completely bypassing the Gigabit switch for all Internet access.

All wired computers talk directly to the Gigabit switch using GbE.

Thus, all wired LAN clients talk to the server via GbE
without needing any services from the D-Link router.

Then, when wired computers need to talk to the Internet,
the switch simply passes packets to the D-Link router which
then forwards the packets on to the Internet, and vice verse.

Similarly, all wireless clients talk to the D-Link router directly,
which then passes packets to and from the server
via the Gigabit switch.


This topology will require that you also purchase a good Gigabit switch
(D-Link also makes these) and some GbE cabling, in addition to
upgrading all your wireless modems to 802.11n.


MRFS


MRFS,
Thank you for the wealth of information. You put it language I can understand, I appreciate that. I know you mention I should consider upgrading my "internet connection". I presume by that you mean my network's access to the internet. I have a 1.3 MB/s connection (advertised @ 10 Mbps). It is the fastest they offer in this area, and I don't know when fiber will be here. So that is not really an option.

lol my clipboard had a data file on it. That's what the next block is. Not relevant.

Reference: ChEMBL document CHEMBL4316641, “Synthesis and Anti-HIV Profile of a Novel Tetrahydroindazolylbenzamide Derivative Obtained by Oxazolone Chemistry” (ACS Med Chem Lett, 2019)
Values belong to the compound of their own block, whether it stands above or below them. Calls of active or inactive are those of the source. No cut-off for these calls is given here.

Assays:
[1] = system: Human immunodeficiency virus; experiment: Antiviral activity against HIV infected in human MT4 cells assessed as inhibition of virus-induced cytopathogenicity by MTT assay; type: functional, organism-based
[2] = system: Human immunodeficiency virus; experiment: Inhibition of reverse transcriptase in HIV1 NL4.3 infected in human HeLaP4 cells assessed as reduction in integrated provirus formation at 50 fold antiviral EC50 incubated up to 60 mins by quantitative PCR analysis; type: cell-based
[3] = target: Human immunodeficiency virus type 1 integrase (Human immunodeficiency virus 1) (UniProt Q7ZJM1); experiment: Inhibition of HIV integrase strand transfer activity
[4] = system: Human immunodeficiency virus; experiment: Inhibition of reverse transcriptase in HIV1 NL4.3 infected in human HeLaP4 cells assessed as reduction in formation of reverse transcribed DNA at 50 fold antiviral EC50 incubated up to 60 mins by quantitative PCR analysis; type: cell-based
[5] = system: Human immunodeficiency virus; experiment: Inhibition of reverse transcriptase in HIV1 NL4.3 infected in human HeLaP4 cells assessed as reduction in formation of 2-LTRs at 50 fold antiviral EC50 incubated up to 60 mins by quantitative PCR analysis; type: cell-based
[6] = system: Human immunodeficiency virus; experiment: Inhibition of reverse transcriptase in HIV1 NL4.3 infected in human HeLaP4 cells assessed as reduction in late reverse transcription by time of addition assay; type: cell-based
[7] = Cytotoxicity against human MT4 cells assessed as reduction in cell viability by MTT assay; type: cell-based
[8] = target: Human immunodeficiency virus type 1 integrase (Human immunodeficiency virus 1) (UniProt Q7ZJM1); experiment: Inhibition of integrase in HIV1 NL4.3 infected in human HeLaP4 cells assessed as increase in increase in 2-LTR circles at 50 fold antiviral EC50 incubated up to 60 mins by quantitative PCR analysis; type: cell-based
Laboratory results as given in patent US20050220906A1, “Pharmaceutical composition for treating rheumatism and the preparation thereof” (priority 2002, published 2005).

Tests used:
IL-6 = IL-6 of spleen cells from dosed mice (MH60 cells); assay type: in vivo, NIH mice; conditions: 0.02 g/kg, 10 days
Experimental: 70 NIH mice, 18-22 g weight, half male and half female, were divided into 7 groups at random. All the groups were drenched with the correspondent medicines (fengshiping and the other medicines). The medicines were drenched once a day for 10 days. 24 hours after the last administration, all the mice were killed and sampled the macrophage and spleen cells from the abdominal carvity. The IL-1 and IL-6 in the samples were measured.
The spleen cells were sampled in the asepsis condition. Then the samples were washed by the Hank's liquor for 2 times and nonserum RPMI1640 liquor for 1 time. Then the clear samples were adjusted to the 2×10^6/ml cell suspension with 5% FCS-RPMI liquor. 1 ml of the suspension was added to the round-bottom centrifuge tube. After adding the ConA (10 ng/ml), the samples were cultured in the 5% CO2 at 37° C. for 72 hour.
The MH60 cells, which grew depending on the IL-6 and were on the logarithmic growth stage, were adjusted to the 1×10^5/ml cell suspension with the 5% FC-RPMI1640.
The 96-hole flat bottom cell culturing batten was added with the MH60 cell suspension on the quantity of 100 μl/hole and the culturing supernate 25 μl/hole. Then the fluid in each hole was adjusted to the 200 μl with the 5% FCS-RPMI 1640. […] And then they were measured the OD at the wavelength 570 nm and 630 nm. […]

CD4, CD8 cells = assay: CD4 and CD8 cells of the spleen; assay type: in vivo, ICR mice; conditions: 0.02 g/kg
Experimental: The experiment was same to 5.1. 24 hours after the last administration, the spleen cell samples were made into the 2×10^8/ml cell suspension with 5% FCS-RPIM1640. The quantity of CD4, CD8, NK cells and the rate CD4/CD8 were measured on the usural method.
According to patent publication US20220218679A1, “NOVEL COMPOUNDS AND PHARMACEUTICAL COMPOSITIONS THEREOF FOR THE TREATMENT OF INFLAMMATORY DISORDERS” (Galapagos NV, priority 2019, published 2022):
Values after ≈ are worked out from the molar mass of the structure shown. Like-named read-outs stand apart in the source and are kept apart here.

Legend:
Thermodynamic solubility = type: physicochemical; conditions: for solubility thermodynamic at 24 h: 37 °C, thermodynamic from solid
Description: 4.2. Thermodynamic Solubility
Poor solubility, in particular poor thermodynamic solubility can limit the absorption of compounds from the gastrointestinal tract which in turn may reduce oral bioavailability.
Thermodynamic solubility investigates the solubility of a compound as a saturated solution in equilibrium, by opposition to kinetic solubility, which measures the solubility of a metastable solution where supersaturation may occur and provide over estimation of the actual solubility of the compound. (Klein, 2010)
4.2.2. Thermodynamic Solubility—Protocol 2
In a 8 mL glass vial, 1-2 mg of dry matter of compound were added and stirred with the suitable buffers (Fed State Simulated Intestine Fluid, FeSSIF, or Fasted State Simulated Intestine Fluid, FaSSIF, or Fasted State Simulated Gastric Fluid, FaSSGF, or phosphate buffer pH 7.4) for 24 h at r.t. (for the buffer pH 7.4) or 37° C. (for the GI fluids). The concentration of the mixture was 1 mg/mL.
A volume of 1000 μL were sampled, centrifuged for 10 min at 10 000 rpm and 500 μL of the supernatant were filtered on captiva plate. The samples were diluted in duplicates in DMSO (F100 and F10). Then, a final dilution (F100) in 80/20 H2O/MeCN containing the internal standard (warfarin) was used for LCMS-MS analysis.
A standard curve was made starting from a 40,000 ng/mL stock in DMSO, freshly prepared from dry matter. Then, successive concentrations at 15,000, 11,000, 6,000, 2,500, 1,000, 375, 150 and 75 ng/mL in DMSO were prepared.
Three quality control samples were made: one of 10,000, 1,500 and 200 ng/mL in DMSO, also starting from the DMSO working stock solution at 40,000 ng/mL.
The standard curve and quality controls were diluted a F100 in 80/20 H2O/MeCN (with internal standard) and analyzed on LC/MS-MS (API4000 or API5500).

After reading over your suggestions, it seems that you want me to take some processing weight off of the router and place it on a switch instead. So am I to assume that my current "topology" is bogging my router down, and it is in essence the bottleneck? If so, I'm all for getting a switch. If for no other reason than to add to all the computer parts I have laying around.

The router specs specifically state it is designed to run in mixed-mode i.e., N-G, G-B, etc. I do understand that it will perform optimally in a fixed mode though. Keep in mind any PC on my network if given full bandwidth can max out my available bandwidth of 1.5 MB/s (DL 700 MB in about 8 minutes). So upgrading the Wireless G's to N's would not improve that situation. I'm strongly considering the upgrade anyway just because I'm leaning toward uniformity, to see if performance is benifitted on the LAN level.

As far as upgrading System (C) to a dual core with Pcie.... could I not just swap (C) and (E) to achieve this?

Also as far as experimentation, you and D'mitri seem to agree on popping a gigabit NIC in (C) and see if speeds improve.
Quote:
Then, design a performance test that measures the
difference in throughput before and after upgrading
that one machine to GbE.

Okay, I'd love a suggestion on how to do that. I'll be ordering the card today.
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February 18, 2010 11:13:23 AM

False_Dmitry_II said: